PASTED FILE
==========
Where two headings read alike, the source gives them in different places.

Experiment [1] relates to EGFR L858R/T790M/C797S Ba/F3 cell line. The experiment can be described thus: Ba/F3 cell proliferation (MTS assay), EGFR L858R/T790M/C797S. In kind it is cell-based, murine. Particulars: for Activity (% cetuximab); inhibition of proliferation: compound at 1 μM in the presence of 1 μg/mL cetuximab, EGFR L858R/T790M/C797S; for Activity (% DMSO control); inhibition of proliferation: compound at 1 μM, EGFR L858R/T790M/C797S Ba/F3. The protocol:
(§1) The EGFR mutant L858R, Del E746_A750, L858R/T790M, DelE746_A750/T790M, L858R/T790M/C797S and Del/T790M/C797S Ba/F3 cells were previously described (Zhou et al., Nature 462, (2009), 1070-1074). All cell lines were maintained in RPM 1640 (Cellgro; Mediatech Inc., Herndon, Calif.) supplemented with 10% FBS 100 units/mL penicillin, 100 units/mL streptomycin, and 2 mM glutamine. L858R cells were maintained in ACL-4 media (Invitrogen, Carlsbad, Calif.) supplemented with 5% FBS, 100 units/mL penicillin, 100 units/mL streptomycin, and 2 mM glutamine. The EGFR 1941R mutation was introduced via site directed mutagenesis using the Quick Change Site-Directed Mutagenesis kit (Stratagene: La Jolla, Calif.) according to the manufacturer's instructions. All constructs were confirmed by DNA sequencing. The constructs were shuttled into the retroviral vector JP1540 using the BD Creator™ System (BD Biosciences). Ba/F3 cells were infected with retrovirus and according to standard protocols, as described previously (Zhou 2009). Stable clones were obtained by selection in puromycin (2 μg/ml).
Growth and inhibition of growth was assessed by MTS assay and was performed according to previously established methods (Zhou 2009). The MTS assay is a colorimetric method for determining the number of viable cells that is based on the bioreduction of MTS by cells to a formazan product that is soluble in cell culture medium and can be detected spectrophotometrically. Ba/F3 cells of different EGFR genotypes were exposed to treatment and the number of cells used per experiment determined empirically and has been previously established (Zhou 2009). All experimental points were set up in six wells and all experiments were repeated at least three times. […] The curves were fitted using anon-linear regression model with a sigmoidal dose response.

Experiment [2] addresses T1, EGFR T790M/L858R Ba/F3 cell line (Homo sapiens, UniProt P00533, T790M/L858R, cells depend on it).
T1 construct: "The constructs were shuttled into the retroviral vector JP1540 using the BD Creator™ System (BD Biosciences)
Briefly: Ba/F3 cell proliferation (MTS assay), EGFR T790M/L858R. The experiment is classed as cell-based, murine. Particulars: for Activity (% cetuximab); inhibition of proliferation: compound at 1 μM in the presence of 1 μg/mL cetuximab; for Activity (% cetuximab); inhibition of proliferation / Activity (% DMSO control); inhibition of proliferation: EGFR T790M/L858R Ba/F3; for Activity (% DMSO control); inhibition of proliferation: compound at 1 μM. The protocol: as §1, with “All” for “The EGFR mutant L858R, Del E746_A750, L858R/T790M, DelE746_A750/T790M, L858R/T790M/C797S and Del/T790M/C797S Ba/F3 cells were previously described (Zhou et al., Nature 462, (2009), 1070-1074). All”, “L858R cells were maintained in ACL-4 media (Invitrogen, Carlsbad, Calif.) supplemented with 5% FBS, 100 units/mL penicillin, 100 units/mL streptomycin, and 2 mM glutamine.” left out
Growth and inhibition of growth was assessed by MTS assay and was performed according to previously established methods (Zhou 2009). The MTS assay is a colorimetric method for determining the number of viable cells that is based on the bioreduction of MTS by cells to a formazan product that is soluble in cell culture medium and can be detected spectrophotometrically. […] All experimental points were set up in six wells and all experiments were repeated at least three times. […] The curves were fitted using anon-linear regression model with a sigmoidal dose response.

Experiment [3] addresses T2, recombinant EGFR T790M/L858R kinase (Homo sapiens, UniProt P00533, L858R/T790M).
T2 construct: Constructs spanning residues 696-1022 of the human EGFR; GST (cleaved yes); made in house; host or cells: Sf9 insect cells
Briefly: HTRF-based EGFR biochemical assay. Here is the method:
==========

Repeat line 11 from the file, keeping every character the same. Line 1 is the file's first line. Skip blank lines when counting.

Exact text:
Briefly: HTRF-based EGFR biochemical assay. Here is the method: